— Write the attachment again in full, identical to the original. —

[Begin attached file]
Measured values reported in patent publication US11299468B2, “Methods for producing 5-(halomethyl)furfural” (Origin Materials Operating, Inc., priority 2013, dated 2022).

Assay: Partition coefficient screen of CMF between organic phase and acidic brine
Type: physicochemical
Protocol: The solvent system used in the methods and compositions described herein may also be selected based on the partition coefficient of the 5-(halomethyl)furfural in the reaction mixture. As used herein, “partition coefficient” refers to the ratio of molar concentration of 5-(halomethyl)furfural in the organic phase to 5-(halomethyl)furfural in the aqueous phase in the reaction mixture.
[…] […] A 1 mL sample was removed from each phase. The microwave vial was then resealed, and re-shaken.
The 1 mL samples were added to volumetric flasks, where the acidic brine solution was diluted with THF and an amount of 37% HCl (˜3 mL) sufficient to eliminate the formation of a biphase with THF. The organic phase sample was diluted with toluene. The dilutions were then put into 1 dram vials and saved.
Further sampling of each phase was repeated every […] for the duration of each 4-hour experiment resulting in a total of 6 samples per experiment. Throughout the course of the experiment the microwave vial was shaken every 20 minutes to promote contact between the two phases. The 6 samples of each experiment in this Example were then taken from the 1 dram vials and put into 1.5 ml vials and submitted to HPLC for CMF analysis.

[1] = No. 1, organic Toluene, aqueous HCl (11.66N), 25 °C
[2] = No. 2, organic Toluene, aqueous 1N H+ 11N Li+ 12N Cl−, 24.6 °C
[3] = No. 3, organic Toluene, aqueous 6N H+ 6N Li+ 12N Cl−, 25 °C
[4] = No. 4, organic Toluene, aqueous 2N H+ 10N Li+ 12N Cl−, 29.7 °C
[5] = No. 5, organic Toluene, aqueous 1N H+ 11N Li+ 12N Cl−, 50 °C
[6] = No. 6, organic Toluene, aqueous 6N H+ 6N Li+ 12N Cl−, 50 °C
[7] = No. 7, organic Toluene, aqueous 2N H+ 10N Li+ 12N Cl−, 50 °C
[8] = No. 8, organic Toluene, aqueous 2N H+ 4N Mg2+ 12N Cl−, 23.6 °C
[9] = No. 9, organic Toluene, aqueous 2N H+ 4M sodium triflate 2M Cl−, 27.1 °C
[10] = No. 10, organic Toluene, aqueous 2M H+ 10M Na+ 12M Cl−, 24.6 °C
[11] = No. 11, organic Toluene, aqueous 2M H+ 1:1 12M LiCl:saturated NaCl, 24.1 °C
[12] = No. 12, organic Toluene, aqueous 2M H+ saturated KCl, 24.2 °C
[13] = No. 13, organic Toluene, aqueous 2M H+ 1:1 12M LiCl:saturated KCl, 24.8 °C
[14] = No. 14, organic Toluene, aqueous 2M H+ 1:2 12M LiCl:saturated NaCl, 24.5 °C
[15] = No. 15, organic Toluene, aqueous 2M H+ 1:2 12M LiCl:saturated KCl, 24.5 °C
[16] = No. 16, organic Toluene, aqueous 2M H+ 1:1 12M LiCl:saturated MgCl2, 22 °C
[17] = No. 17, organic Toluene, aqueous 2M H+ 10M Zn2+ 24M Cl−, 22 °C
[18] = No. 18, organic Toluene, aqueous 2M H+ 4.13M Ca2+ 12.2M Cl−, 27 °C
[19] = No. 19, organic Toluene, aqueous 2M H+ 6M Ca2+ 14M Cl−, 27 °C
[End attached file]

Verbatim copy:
Measured values reported in patent publication US11299468B2, “Methods for producing 5-(halomethyl)furfural” (Origin Materials Operating, Inc., priority 2013, dated 2022).

Assay: Partition coefficient screen of CMF between organic phase and acidic brine
Type: physicochemical
Protocol: The solvent system used in the methods and compositions described herein may also be selected based on the partition coefficient of the 5-(halomethyl)furfural in the reaction mixture. As used herein, “partition coefficient” refers to the ratio of molar concentration of 5-(halomethyl)furfural in the organic phase to 5-(halomethyl)furfural in the aqueous phase in the reaction mixture.
[…] […] A 1 mL sample was removed from each phase. The microwave vial was then resealed, and re-shaken.
The 1 mL samples were added to volumetric flasks, where the acidic brine solution was diluted with THF and an amount of 37% HCl (˜3 mL) sufficient to eliminate the formation of a biphase with THF. The organic phase sample was diluted with toluene. The dilutions were then put into 1 dram vials and saved.
Further sampling of each phase was repeated every […] for the duration of each 4-hour experiment resulting in a total of 6 samples per experiment. Throughout the course of the experiment the microwave vial was shaken every 20 minutes to promote contact between the two phases. The 6 samples of each experiment in this Example were then taken from the 1 dram vials and put into 1.5 ml vials and submitted to HPLC for CMF analysis.

[1] = No. 1, organic Toluene, aqueous HCl (11.66N), 25 °C
[2] = No. 2, organic Toluene, aqueous 1N H+ 11N Li+ 12N Cl−, 24.6 °C
[3] = No. 3, organic Toluene, aqueous 6N H+ 6N Li+ 12N Cl−, 25 °C
[4] = No. 4, organic Toluene, aqueous 2N H+ 10N Li+ 12N Cl−, 29.7 °C
[5] = No. 5, organic Toluene, aqueous 1N H+ 11N Li+ 12N Cl−, 50 °C
[6] = No. 6, organic Toluene, aqueous 6N H+ 6N Li+ 12N Cl−, 50 °C
[7] = No. 7, organic Toluene, aqueous 2N H+ 10N Li+ 12N Cl−, 50 °C
[8] = No. 8, organic Toluene, aqueous 2N H+ 4N Mg2+ 12N Cl−, 23.6 °C
[9] = No. 9, organic Toluene, aqueous 2N H+ 4M sodium triflate 2M Cl−, 27.1 °C
[10] = No. 10, organic Toluene, aqueous 2M H+ 10M Na+ 12M Cl−, 24.6 °C
[11] = No. 11, organic Toluene, aqueous 2M H+ 1:1 12M LiCl:saturated NaCl, 24.1 °C
[12] = No. 12, organic Toluene, aqueous 2M H+ saturated KCl, 24.2 °C
[13] = No. 13, organic Toluene, aqueous 2M H+ 1:1 12M LiCl:saturated KCl, 24.8 °C
[14] = No. 14, organic Toluene, aqueous 2M H+ 1:2 12M LiCl:saturated NaCl, 24.5 °C
[15] = No. 15, organic Toluene, aqueous 2M H+ 1:2 12M LiCl:saturated KCl, 24.5 °C
[16] = No. 16, organic Toluene, aqueous 2M H+ 1:1 12M LiCl:saturated MgCl2, 22 °C
[17] = No. 17, organic Toluene, aqueous 2M H+ 10M Zn2+ 24M Cl−, 22 °C
[18] = No. 18, organic Toluene, aqueous 2M H+ 4.13M Ca2+ 12.2M Cl−, 27 °C
[19] = No. 19, organic Toluene, aqueous 2M H+ 6M Ca2+ 14M Cl−, 27 °C